Asset management, maintenance, repair, rehab – all of these decisions need to be made about structures using engineering knowledge and available data. When data is insufficient, lacking, or incorrect, decisions can’t be made, costing asset owners money and valuable resources. From my experience, attaining a return on investment through structural health monitoring and instrumentation can be achieved by creating a targeted program to meet the end goals of a structure. In order to assess if monitoring is right for a project, you must work backwards from the end goals by asking yourself:
- What needs to be accomplished?
- What data is needed to make an informed decision?
- How is that data acquired?
- Who can help design and/or install that kind of targeted system?
- What is the available budget and how can it be optimized?
Let’s explore a few key areas of monitoring needs of bridges:
Load Rating: According to the infrastructure report issued by American Society of Civil Engineers in 2017, 56,007 of the nation’s bridges were structurally deficient in 2016. The average age of America’s bridges keeps going up and many of the nation’s bridges are approaching the end of design life. Load rating is a key indicator required by AASHTO to obtain the actual performance of bridges. Determination of an accurate load rating often requires field measurements in the form of strains and converted stresses at key locations. Load rating leads to objective posting decisions and facilitates continuous uninterrupted commercial traffic, vital to our economy and emergency services.
Adjacent Construction: There are several risk factors involved during construction of structures. One risk is the collapse of one or more major structures adjacent to the foundations or excavations due to failure of the support systems. We have just completed a pre-construction survey on an existing bridge in Kentucky and are currently doing monitoring as the new bridge is being built. Simultaneously, vibration monitoring of surrounding structures can protect building owners’ assets from experiencing excessive disturbances and contractors from claims associated with potential damages.
Bridge Strikes: Strikes pose major concern for the safety of public roads as well as railroads. Bridge strike notification and warning systems can give real-time information about the safety of a structure following a collision and help make immediate operational decisions by administration staff. Other examples are ship and barge impacts that may have catastrophic consequences even during the construction stage. A sensor triggered smart detection system can quickly recognize such events and provide a complete story of pre and post condition of the structure with graphical records.
Bridge Moves: It is becoming more common to construct new bridges as a single piece close to the construction site, transport them to their final location, and erect them utilizing Self Propelled Modular Transporters (SPMTs). Automated Motorized Total Station (AMTS) can help track the overall geometry of the bridge when transported and erected as a single piece. Monitoring internal stresses of girders, floor beams, hangers and truss members from when they are cast until after they are placed into their final position tells the entire story if and when there has been any exceedance of allowable limits.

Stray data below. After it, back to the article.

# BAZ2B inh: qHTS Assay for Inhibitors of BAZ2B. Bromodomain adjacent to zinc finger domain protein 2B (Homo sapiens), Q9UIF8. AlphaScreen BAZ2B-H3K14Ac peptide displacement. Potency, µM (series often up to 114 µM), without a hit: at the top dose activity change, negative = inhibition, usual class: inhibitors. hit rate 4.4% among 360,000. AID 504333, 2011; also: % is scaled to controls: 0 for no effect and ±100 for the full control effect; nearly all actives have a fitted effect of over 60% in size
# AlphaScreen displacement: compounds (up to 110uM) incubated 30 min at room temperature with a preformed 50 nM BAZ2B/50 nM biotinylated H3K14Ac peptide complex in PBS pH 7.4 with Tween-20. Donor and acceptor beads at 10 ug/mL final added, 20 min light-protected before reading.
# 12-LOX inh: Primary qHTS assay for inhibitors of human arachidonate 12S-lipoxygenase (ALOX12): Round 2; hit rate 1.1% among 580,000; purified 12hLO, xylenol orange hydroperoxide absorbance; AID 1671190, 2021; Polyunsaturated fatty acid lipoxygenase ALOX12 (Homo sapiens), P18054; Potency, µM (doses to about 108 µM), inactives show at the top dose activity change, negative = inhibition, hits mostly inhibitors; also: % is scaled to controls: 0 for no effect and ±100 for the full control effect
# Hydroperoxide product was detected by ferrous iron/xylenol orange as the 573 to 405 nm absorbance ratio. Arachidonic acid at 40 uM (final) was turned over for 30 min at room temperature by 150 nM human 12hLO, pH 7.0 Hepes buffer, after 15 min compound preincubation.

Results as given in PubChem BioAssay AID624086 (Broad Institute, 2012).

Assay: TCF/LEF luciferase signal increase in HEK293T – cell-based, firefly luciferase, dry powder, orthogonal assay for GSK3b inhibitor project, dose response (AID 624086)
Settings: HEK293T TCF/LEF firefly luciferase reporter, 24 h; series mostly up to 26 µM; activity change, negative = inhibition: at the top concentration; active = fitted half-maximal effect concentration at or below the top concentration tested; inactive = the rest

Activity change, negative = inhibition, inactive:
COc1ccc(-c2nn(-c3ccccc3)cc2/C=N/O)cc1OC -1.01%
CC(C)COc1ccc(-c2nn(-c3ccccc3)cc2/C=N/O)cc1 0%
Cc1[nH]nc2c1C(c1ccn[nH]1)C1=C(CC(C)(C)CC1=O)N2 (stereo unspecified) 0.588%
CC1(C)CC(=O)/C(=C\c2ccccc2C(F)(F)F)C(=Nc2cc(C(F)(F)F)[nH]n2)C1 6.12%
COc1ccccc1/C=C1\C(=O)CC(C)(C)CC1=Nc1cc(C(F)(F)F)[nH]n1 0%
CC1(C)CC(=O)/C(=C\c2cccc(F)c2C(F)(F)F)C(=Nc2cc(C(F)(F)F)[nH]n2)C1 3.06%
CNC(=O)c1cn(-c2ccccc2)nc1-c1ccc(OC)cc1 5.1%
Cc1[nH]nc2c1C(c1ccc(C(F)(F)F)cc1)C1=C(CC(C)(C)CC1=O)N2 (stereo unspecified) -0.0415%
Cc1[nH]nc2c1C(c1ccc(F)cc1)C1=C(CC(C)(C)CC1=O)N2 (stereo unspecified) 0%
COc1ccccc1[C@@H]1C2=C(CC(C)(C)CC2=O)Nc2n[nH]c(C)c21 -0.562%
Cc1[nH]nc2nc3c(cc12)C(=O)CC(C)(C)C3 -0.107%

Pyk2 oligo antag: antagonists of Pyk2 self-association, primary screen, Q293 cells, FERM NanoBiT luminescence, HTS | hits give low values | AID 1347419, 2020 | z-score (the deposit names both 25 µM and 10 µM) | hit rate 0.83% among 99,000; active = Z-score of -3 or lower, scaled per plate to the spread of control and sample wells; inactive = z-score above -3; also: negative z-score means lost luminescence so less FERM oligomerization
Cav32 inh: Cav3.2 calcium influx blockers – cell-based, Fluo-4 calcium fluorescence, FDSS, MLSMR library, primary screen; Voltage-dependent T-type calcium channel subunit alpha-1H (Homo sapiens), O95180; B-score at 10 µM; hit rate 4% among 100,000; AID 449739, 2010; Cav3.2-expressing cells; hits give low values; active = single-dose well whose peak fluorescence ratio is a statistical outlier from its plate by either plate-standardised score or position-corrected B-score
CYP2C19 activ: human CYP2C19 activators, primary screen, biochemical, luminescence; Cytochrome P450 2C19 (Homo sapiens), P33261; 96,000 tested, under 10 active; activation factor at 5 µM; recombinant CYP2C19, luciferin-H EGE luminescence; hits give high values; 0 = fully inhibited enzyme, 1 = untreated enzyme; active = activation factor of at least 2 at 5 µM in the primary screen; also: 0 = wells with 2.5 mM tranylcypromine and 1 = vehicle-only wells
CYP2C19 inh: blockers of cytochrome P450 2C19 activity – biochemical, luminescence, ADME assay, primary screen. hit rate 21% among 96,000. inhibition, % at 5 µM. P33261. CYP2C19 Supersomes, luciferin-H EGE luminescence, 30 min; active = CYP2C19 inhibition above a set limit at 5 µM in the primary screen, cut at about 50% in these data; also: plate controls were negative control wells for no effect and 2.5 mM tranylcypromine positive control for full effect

Movable or Pedestrian Bridges: Typical risks associated with movable or pedestrian bridges are excessive vibrations if the operating machinery has interfering components. Looking at the vibration characteristics of the machinery and the moving components of the bridge simultaneously, can reveal the issues regarding both the machinery itself and their influence on the bridge operation in terms of interfering frequencies and damping issues which can be used to avoid fatigue and other long term effects.
Lifetime Monitoring: Structures are now being designed with expected service life beyond 50 years and in some cases 100 years. A great example of that is Governor Mario M. Cuomo Bridge where we deployed the most sophisticated bridge health monitoring system in the US. A Structural Health Monitoring System (SHMS) can aid in long-term maintenance, enhancing the overall asset management programs by providing key information regarding the performance of the facility.
Whether the monitoring program is initiated at the construction stage or when the structure is already in operation, it is valuable to make daily operation decisions and confirm the safety of the structure. In the long term, it is as important to observe the future behavior of the change by looking at the differences of past and present in each component as well as their interaction with other components and ambient disturbances.
Regardless of their size, civil engineering projects involve substantial risk from the first day of construction and continuing throughout their lifetime. The uncertainties and unknowns of these risks come in different forms from safety to serviceability & budgeting. A carefully planned and economically feasible real-time monitoring program can help reduce these risks and provide considerable savings. It is essential that such programs be undertaken by an experienced and dedicated team with a systematic approach.
Ozan Celik is a Project Engineer for Geocomp’s Illinois office. He has been with Geocomp for three years and holds a doctoral degree in Structural Engineering. He has been leading the project management and business development efforts for SHM projects. He has authored and co-authored several papers and served as a reviewer for several peer-reviewed journals. Ozan is involved with the Transportation Research Board (TRB) and an active member of American Society of Civil Engineers (ASCE), Structural Engineering Institute (SEI) and Transportation System Preservation Technical Services Program (TSP2).